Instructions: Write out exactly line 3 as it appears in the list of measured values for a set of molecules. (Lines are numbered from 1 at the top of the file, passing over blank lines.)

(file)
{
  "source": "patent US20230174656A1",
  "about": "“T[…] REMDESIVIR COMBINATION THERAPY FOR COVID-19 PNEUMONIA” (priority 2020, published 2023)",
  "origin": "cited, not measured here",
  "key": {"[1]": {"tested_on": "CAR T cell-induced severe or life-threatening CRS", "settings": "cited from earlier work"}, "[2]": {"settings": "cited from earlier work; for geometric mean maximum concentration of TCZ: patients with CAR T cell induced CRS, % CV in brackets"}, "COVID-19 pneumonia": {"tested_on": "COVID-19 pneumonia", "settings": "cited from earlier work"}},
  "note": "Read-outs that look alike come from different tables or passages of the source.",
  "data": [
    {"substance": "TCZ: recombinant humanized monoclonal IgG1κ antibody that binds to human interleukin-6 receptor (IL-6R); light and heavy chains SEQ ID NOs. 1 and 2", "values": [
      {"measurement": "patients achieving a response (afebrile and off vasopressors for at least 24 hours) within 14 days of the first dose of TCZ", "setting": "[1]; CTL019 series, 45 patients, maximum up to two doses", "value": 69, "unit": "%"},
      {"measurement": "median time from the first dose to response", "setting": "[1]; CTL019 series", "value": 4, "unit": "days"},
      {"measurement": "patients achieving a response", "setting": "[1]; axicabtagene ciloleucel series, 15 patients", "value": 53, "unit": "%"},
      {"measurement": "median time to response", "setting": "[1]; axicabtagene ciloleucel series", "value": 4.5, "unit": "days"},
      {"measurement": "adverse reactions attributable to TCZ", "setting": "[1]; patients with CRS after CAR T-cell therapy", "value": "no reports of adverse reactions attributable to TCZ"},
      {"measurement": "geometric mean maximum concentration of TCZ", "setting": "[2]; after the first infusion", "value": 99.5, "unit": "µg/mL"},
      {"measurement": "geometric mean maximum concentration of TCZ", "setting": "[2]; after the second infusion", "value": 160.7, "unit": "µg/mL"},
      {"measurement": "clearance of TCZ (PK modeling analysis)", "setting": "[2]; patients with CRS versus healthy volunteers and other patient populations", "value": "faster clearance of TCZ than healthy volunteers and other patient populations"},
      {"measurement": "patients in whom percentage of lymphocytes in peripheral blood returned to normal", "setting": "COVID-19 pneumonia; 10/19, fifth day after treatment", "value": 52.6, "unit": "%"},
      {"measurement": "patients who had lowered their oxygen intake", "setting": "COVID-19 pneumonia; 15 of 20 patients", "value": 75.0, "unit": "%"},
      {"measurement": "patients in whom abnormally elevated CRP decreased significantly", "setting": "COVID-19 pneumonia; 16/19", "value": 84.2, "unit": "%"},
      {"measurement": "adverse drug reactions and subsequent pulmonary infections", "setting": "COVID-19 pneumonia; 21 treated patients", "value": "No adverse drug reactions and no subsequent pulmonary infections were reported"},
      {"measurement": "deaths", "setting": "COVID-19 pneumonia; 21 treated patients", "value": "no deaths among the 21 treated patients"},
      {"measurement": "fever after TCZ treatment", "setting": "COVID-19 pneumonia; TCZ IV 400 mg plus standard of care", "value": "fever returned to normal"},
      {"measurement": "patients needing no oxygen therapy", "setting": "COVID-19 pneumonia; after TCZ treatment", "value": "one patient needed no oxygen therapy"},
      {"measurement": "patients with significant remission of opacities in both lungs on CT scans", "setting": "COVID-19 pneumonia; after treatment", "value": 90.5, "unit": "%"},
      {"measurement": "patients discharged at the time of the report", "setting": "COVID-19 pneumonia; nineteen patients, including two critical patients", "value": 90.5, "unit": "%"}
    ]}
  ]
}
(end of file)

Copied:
  "about": "“T[…] REMDESIVIR COMBINATION THERAPY FOR COVID-19 PNEUMONIA” (priority 2020, published 2023)",